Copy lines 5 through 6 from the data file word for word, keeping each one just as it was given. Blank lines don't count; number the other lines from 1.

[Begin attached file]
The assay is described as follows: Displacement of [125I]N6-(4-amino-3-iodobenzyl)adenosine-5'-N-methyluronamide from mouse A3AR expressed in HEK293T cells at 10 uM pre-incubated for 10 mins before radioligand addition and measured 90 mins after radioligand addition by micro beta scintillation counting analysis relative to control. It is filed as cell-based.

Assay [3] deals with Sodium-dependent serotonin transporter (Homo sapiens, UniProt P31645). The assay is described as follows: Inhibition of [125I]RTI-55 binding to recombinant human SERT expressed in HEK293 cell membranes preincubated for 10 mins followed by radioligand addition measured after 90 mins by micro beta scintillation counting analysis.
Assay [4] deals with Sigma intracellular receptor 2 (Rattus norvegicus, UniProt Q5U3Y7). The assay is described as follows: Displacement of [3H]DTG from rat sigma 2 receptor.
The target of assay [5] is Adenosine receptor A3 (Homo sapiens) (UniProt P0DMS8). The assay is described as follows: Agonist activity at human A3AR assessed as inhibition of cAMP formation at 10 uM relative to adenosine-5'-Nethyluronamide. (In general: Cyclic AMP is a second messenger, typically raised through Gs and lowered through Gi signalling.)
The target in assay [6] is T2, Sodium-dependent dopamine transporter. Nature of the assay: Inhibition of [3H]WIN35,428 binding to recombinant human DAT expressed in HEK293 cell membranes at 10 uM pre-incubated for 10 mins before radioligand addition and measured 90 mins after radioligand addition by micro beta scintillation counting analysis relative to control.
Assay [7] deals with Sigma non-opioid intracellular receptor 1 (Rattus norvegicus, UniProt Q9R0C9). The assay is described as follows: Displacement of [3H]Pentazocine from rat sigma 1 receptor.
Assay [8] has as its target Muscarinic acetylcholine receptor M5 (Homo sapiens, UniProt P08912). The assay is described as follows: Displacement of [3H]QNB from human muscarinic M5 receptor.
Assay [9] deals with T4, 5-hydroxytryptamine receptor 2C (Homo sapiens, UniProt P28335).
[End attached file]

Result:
The target in assay [6] is T2, Sodium-dependent dopamine transporter. Nature of the assay: Inhibition of [3H]WIN35,428 binding to recombinant human DAT expressed in HEK293 cell membranes at 10 uM pre-incubated for 10 mins before radioligand addition and measured 90 mins after radioligand addition by micro beta scintillation counting analysis relative to control.
Assay [7] deals with Sigma non-opioid intracellular receptor 1 (Rattus norvegicus, UniProt Q9R0C9). The assay is described as follows: Displacement of [3H]Pentazocine from rat sigma 1 receptor.